• Keyes, Greg (Author)
  • English (Publication Language)
  • 288 Pages - 11/11/2014 (Publication Date) - Titan Books (Publisher)

27. Divergent by Veronica Roth

Veronica Roth
Veronica Roth via Wikipedia, Public Domain

Divergent by Veronica Roth offers a dystopian version of a future in which society is divided into five factions, each representing a certain virtue. Beatrice has been assigned the Abnegation faction but feels a Call to Action: in her heart, she knows she belongs to Dauntless. While set in a distant future, the tale follows the traditional archetypal hero’s journey; after the Call, Beatrice (now Tris) must resist several temptations, cross a threshold, and must survive a final ordeal to emerge at the novel’s finale, transformed and triumphant.

“I feel like someone breathed new air into my lungs. I am not Abnegation. I am not Dauntless. I am Divergent.”

Veronica Roth

28. The Buried Giant by Kazuo Ishiguro

Kazuo Ishiguro
Kazuo Ishiguro via Wikipedia, Public Domain

Beautiful and strange, this novel uses the mythic structure as both framework and plot. We follow a couple across a mystical, fiction, post-Arthurian landscape that is as shrouded in mist as their fast-disappearing memories. Both are convinced that they once had a son and so set out on a quest to find him. The author wrote the book as a meditation on collective memory, making it both an example and an interrogation of the hero’s journey tale.

“I’m wondering if without our memories, there’s nothing for it but for our love to fade and die.”

Kazuo Ishiguro
The Buried Giant
  • Ishiguro, Kazuo (Author)
  • English (Publication Language)
  • 384 Pages - 01/28/2016 (Publication Date) - Faber & Faber (Publisher)

29. Alice in Wonderland by Lewis Carroll

Lewis Carroll
Lewis Carroll via Wikipedia, Public Domain

Literally Crossing the Threshold via a fall down a rabbit hole, Alice arrives in Wonderland, where nothing is as it seems, and both adventure and danger lurk around every corner. But is the Caterpillar, The White Rabbit, or The Mad Hatter the Mentor? Just as with everything else in the story, it’s a riddle. But what’s for sure is that the story follows the classic monomyth template as set out by Joseph Campbell.

“‘I could tell you my adventures – beginning from this morning,’ said Alice a little timidly: ‘but it’s no use going back to yesterday because I was a different person then.’”

Lewis Carroll
Alice in Wonderland: The Original 1865 Edition With Complete Illustrations By Sir John Tenniel (A Classic Novel of Lewis Carroll)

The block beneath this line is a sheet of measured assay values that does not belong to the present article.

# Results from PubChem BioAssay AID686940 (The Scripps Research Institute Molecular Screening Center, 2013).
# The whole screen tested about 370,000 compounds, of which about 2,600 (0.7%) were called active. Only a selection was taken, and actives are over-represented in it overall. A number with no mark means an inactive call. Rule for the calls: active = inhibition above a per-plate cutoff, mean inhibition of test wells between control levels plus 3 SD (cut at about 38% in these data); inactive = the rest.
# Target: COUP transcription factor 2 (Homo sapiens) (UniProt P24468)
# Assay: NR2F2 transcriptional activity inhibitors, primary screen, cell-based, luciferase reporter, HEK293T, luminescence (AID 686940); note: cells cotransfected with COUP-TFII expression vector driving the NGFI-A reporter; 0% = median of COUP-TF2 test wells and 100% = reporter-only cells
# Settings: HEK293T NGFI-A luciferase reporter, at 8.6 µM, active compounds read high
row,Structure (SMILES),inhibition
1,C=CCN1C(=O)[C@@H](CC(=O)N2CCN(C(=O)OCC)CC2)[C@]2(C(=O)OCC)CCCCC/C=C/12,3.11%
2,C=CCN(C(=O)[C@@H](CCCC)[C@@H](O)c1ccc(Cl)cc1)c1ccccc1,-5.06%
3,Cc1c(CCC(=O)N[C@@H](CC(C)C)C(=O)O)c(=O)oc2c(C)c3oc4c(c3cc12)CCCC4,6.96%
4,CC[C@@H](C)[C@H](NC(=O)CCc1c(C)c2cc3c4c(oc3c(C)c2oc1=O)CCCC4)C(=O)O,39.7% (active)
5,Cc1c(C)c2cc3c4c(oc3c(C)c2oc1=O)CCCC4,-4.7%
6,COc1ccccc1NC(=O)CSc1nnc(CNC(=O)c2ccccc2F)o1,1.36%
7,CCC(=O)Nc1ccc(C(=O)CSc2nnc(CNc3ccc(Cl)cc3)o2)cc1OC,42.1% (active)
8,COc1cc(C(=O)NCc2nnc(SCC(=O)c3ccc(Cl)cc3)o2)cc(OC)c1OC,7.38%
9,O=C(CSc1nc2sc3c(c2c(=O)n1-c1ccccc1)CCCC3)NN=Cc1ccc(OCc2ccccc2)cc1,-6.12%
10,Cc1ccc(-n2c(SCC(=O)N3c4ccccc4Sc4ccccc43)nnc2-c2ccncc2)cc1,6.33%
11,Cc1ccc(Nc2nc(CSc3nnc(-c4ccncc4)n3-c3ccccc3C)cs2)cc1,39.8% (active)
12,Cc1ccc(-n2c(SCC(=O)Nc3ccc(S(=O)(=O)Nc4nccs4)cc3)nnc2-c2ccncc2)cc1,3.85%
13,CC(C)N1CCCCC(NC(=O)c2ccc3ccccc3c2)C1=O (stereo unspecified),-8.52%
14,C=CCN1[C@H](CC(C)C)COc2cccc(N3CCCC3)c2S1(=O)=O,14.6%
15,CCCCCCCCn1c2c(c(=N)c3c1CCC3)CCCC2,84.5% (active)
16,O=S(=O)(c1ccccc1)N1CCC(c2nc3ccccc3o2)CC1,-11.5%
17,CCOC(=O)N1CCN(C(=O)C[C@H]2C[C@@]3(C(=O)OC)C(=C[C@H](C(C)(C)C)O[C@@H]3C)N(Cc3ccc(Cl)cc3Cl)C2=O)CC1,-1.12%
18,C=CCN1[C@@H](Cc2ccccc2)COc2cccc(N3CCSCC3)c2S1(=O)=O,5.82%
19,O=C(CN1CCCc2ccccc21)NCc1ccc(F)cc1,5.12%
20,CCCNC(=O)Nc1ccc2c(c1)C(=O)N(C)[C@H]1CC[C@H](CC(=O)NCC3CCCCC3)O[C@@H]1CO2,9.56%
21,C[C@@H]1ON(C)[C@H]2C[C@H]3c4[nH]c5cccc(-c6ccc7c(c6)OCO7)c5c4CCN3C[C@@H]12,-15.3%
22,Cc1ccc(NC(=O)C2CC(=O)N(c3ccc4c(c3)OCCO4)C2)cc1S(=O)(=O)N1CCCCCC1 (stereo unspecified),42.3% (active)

• Carroll, Lewis (Author)
  • English (Publication Language)
  • 101 Pages - 05/06/2021 (Publication Date) - Independently published (Publisher)

30. The Lion, The Witch and the Wardrobe by C.S. Lewis

In some hero’s journey books, the stages are subtle – you can find them, but you may need to look closely. As in Alice in Wonderland, the phases are made obvious in this novel: the kids literally step over the threshold of the magical wardrobe and into the enchanted world of Narnia. The Refusal of the Call comes when the children initially turn back, fearful of their ability to navigate their way home. They return and take on the challenges set for them by one of literature’s ultimate Mentor figures, Aslan.

“All shall be done, but it may be harder than you think.”

C.S. Lewis
Lion, the Witch and the Wardrobe
  • C.S. Lewis (Author)
  • English (Publication Language)
  • 171 Pages - 01/01/2009 (Publication Date) - HarperCollins Children's Books (Publisher)

31. Fight Club by Chuck Palahniuk

Chuck Palahniuk
Chuck Palahniuk via Wikipedia, Public Domain

Just because the hero’s journey genre is as old as time doesn’t mean it’s not subject to continual innovation – as in this novel, where the hero’s Mentor and biggest challenge to overcome is…literally himself. Fight Club is a cult phenomenon that’s made the leap to mainstream hit, helped along by the success of the great screenwriting featured in the Hollywood movie version of the book. Visionary, satirical, and a personal enlightenment journey like no other, Fight Club gleefully reimagines the hero’s journey genre to spectacular effect.

“If I could wake up in a different place, at a different time, could I wake up as a different person?”

Chuck Palahniuk
Fight Club
  • Fight Club
  • Palahniuk, Chuck (Author)
  • 208 Pages - 10/02/1997 (Publication Date) - Vintage (Publisher)

Author

  • Melanie Smith is a freelance content and creative writer from Gloucestershire, UK, where she lives with her daughter, long-suffering partner, and cat, The Magical Mr. Bobo. Her blog posts and articles feature regularly in magazines and websites around the world.